Keep the Aspidistra Flying(9)By: George Orwell
‘We can’t possibly buy those,’ he said shortly.
‘Can’t buy ’em? Why can’t yer buy ’em?’
‘Because they’re no use to us. We can’t sell that kind of thing.’
‘Wotcher make me take ’em out o’ me bag for, then?’ demanded the old woman ferociously.
Gordon made a detour round her, to avoid the smell, and held the door open, silently. No use arguing. You had people of this type coming into the shop all day long. The old woman made off, mumbling, with malevolence in the hump of her shoulders, and joined her husband. He paused on the kerb to cough, so fruitily that you could hear him through the door. A clot of phlegm, like a little white tongue, came slowly out between his lips and was ejected into the gutter. Then the two old creatures shuffled away, beetle-like in the long greasy overcoats that hid everything except their feet.
Gordon watched them go. They were just by-products. The throw-outs of the money-god. All over London, by tens of thousands, draggled old beasts of that description; creeping like unclean beetles to the grave.
He gazed out at the graceless street. At this moment it seemed to him that in a street like this, in a town like this, every life that is lived must be meaningless and intolerable. The sense of disintegration, of decay, that is endemic in our time, was strong upon him. Somehow it was mixed up with the ad-posters opposite. He looked now with more seeing eyes at those grinning yard-wide faces. After all, there was more there than mere silliness, greed and vulgarity. Roland Butta grins at you, seemingly optimistic, with a flash of false teeth. But what is behind the grin? Desolation, emptiness, prophecies of doom. For can you not see, if you know how to look, that behind that slick self-satisfaction, that tittering fat-bellied triviality, there is nothing but a frightful emptiness, a secret despair? The great death-wish of the modern world. Suicide pacts. Heads stuck in gas-ovens in lonely maisonettes. French letters and Amen Pills. And the reverberations of future wars. Enemy aeroplanes flying over London; the deep threatening hum of the propellers, the shattering thunder of the bombs. It is all written in Roland Butta’s face.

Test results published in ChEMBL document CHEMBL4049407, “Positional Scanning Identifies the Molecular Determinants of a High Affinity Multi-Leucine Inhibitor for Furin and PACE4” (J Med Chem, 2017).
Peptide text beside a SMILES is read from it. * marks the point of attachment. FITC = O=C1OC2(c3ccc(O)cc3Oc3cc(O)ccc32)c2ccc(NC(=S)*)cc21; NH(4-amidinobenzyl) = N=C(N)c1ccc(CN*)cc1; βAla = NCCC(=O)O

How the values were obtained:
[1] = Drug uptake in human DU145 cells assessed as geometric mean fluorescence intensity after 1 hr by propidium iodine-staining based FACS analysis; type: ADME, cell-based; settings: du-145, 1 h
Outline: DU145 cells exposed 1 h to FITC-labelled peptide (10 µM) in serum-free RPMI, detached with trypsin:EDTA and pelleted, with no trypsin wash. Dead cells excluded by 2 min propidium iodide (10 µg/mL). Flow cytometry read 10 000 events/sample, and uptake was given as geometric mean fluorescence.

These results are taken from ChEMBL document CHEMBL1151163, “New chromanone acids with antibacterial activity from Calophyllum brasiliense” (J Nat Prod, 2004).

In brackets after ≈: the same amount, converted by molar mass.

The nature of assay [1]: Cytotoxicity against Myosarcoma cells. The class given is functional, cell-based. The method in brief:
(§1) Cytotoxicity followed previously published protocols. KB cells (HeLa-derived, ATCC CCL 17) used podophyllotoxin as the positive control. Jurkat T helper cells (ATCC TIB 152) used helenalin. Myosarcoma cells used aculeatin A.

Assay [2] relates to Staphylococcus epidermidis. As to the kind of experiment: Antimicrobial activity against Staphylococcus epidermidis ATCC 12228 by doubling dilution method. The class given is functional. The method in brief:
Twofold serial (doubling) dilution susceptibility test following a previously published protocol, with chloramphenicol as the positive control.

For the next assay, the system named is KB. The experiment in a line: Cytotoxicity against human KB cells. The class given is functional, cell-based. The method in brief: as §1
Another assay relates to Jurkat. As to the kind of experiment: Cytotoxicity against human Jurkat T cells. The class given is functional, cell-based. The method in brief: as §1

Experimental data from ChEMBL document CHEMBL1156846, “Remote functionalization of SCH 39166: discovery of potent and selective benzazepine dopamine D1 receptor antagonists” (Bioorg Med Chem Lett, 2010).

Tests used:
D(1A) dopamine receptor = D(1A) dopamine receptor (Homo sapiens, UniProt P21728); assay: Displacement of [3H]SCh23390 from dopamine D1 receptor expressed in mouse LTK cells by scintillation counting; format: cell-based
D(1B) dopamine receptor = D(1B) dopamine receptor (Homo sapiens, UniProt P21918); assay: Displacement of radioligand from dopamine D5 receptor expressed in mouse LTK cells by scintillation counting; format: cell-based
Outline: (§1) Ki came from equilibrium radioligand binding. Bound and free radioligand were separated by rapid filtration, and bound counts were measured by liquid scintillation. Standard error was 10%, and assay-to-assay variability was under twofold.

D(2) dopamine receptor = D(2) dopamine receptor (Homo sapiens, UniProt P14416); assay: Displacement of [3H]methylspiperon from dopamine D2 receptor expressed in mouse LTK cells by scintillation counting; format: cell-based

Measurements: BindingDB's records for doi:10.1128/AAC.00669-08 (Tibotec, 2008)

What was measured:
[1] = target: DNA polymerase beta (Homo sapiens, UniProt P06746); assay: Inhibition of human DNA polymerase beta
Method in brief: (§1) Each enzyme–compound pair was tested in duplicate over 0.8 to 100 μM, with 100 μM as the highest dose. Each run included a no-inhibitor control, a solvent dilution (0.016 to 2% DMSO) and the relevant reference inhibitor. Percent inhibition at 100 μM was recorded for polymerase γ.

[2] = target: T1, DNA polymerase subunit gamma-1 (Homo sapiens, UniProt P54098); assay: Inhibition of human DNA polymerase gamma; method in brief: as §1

More customers coming. Gordon stood back, gentlemanly-servile.
The door-bell clanged. Two upper-middle-class ladies sailed noisily in. One pink and fruity, thirty-fivish, with voluptuous bosom burgeoning from her coat of squirrel-skin, emitting a super-feminine scent of Parma violets; the other middle-aged, tough and curried—India, presumably. Close behind them a dark, grubby, shy young man slipped through the doorway as apologetically as a cat. He was one of the shop’s best customers—a flitting, solitary creature who was almost too shy to speak and who by some strange manipulation kept himself always a day away from a shave.
Gordon repeated his formula:
‘Good afternoon. Can I do anything for you? Are you looking for any particular book?’
Fruity-face overwhelmed him with a smile, but curry-face decided to treat the question as an impertinence. Ignoring Gordon, she drew fruity-face across to the shelves next the new books where the dog-books and cat-books were kept. The two of them immediately began taking books out of the shelves and talking loudly. Curry-face had the voice of a drill-sergeant. She was no doubt a colonel’s wife, or widow. The Nancy, still deep in the big book on the Russian ballet, edged delicately away. His face said that he would leave the shop if his privacy were disturbed again. The shy young man had already found his way to the poetry shelves. The two ladies were fairly frequent visitors to the shop. They always wanted to see books about cats and dogs, but never actually bought anything. There were two whole shelves of dog-books and cat-books. ‘Ladies’ Corner’, old McKechnie called it.
Another customer arrived, for the library. An ugly girl of twenty, hatless, in a white overall, with a sallow, blithering, honest face and powerful spectacles that distorted her eyes. She was assistant at a chemist’s shop. Gordon put on his homey library manner. She smiled at him, and with a gait as clumsy as a bear’s followed him into the library.
‘What kind of book would you like this time, Miss Weeks?’
‘Well’—she clutched the front of her overall. Her distorted, black-treacle eyes beamed trustfully into his. ‘Well, what I’d really like’s a good hot-stuff love story. You know—something modern.’